|The big ride
||[Jan. 1st, 2018|09:48 pm]
sprockets, sockets, grommets & gaskets
The water is the Hilo harbor. The white point over my right shoulder is the peak of Mauna Kea, where I'm aiming.
This got complicated. My original intent was to ride on either 19 or 20 December. My coworkers all flew out on 17 December, and looked at the weather forecast, which was, "tomorrow, beautiful, the next week, TROPICAL TYPHOON STORM FLOODING" so they decided to do the ride on the 18th, before I was on the island.
Plus, two days after I landed in Hawaii, on the 12th or so, I got sick (and have not yet, today, completely gotten over it.) What I had resulted mostly in me being unwilling and unable to eat, so for the four days preceding the target dates for the ride, I'd managed to eat a banana and drink a glass of orange juice each day.
As such, even if I'd been able to ride with them on the 18th, I would probably have done really poorly. They rode up, we met them afterwards, they described (vividly) what it was like, and then the rain came pouring down for three days straight.
I did go on a short ride with them on my birthday, mostly (I think) because they felt so badly about the situation and decided they wanted to. It rained somewhere between mist and downpour the entire way. Every downhill was exciting because there was so much rain and all the greenery coming down from the trees as a result of the heavy winds made the streets slick and scary.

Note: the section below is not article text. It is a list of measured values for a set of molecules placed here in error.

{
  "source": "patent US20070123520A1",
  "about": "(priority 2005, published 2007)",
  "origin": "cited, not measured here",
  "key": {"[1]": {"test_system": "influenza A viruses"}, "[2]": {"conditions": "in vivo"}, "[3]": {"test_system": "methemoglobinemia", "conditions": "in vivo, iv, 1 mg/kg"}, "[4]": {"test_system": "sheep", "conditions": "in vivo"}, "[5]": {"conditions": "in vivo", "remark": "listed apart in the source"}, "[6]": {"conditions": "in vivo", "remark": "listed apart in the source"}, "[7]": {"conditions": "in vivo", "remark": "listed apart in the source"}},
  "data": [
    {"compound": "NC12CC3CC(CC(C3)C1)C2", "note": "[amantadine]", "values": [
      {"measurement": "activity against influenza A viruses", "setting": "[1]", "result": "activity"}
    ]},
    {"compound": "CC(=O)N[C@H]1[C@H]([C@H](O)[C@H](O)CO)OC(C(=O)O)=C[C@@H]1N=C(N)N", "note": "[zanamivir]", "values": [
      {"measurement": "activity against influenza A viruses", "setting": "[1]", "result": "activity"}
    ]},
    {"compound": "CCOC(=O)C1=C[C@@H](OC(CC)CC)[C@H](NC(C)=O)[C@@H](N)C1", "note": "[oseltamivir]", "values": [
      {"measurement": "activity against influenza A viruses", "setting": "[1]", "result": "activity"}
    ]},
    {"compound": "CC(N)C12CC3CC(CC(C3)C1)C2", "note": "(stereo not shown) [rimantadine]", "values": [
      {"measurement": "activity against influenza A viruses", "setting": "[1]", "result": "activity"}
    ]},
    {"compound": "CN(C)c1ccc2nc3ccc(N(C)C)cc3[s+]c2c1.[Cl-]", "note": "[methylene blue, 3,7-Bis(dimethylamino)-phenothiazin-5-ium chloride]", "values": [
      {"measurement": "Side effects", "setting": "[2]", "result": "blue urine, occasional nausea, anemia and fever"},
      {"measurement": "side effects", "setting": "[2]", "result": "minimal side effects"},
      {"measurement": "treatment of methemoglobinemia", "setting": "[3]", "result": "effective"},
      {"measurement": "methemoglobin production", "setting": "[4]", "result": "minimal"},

They all went home and we went over to Hilo, where it usually rains all the time, and instead it was beautiful.
I'd wanted to start from Kona because it rarely rains in Kona. (One guy at a bike store said they saw more than 6 hours of rain in a day, less than five times per year. Two days of nonstop rain was nearly unprecedented.) The route from Hilo is slightly shorter, but presumably much wetter.
However, the wind almost always blows from Hilo towards the mountaintop, and having a tailwind up a hill is a big help.
If I'd been a bit more coordinated I would have rented a bike the moment we got to Hilo. As it was, I made a last-minute decision to try the ride on 23 December, because rental places were mostly closed on 24 December, and by last-minute I mean I decided that the evening of 22 December, so I had to pick up the bike in the morning at 9 AM. I could have used those extra two hours of riding time before 9 AM, but oh well.
So, I actually started at more like 9:30 by the time I got the bike, switched the pedals with the ones I'd brought, and ridden down to the waterline from the bike store.
It's 54 km from waterline to the Mauna Kea visitor center, and 2.8 km of climbing. It's another 13 km to the summit of the mountain, with another 1.2 km of climbing. The section above the visitor center was closed because they'd gotten about a meter of snow during the big storm on my birthday, so I was already scaling my goal back to getting to the visitor center, and in doing estimates based on my power output, it looked like I'd be able to ride up and back and still have about thirty minutes before sunset.